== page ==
‘Desperate’ Grenfell Tower residents treated like benefit claimants – Labour MP for Kensington to RT
MP Emma Dent Coad hit out at Kensington and Chelsea Council’s treatment of the 158 displaced Grenfell Tower families, the majority of whom are still waiting to be rehoused after a fatal fire engulfed the 24-story block at the beginning of June.
Her comments come after it was reported that 159 flats spread across four blocks in the Sutton Estate are being left unoccupied by their owners, who want to see them demolished to make way for luxury properties.
Dent Coad, who joined a debate on RT with the chairman of Save the Sutton Estate, Ian Henderson, said the residents should be immediately rehoused in the flats, rather than have to go through the same process of benefit tenants.
Only 14 of the 158 families displaced by the fire have accepted rehousing offers.
Some families refuse to move to other areas, while others have turned down offers to move to blocks with the same outer cladding as Grenfell – which is thought to have largely contributed to the flames ravaging the block.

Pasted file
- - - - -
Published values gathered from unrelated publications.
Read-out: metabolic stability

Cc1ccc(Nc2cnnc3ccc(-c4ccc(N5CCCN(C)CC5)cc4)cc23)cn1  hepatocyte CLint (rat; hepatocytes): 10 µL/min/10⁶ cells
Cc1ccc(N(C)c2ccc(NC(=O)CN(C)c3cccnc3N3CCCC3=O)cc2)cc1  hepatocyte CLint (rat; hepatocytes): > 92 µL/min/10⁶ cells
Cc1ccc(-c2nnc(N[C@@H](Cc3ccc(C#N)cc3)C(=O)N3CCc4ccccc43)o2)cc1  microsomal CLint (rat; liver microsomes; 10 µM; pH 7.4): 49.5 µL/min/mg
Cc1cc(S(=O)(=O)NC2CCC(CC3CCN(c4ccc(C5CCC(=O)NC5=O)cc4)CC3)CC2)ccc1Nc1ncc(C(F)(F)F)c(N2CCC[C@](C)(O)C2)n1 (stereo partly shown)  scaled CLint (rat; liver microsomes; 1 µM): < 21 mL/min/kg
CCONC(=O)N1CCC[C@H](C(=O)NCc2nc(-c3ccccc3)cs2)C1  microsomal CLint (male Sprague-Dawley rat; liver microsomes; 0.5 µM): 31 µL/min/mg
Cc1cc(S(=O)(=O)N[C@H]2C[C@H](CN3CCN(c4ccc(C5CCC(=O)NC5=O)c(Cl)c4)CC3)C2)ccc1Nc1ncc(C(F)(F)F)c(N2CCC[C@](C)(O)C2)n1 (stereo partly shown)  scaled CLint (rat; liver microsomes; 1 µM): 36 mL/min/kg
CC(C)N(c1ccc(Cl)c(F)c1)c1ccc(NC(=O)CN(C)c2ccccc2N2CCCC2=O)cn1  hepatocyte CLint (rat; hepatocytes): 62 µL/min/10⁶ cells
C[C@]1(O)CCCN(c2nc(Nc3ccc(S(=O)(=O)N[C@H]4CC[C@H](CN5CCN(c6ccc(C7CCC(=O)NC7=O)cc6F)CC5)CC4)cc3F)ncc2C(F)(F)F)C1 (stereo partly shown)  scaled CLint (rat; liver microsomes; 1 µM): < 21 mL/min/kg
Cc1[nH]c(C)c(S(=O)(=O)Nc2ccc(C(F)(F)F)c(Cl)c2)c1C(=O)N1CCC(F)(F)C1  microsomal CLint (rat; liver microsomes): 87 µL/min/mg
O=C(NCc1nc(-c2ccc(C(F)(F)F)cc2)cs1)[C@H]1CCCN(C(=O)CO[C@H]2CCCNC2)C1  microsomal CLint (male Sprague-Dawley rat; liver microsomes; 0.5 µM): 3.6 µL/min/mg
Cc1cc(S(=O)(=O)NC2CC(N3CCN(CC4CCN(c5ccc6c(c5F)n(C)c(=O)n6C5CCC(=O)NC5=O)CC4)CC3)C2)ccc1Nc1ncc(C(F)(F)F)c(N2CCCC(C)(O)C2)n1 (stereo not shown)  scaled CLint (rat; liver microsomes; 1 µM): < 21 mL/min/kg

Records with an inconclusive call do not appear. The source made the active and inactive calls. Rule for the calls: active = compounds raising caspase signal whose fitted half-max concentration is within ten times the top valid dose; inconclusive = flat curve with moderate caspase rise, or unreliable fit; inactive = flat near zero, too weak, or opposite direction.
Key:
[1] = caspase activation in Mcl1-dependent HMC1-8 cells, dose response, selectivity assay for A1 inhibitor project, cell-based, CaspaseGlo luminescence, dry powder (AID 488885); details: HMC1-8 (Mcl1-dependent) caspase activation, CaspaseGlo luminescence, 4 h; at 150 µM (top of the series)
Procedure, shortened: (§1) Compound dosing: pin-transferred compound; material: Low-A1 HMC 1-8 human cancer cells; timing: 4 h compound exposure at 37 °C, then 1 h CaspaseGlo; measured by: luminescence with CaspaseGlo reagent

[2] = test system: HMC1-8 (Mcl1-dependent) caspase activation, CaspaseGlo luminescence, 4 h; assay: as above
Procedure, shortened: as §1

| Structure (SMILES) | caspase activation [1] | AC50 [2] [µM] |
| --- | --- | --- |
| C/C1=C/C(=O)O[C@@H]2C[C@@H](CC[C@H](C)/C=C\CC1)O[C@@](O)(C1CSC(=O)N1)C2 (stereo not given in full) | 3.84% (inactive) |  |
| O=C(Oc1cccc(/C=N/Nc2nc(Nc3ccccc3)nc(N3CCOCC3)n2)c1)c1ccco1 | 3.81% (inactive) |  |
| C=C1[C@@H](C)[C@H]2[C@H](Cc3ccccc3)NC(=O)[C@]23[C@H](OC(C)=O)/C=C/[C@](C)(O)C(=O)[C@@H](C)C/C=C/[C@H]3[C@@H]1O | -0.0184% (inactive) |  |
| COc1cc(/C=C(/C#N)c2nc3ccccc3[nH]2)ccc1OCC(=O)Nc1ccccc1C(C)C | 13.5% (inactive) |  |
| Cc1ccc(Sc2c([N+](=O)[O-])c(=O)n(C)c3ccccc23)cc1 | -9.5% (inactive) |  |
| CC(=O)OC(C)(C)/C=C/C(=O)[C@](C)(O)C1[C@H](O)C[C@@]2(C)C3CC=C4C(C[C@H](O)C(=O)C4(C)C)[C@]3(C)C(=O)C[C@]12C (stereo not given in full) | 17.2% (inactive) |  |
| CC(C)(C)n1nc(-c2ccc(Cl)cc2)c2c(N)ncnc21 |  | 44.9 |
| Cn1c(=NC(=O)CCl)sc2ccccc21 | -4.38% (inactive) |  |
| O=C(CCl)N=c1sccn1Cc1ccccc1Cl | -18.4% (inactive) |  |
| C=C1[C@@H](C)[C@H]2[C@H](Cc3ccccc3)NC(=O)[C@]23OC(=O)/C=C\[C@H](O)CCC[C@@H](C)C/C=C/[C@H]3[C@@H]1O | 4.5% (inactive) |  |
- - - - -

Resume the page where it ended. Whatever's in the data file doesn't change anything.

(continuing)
Dent Coad claims many of those still waiting to be relocated are living in "miserable" conditions as they have been cramped up in hotel rooms for the whole summer.
“Whether or not the survivors of the Grenfell disaster would want to move would be entirely up to them but it would relieve all this social housing pressure throughout the borough so that they could be replaced,” the MP said.
The Grenfell residents are “still not being offered anything that suits their needs,” the MP added.
Housing association Affinity Sutton is seeking to redevelop the estate so that the current 383 social housing flats are replaced with 237 social rent ones and 106 luxury properties.
The application, however, was turned down by the council in October, as it argued it would cut the amount of social housing in the area.
The issue of flats being left empty, however, has been a long-standing problem, the MP said.
She said the money is available to refurbish such properties and put people in them, but authorities are “not doing it because they don’t have political will to house people on low incomes.”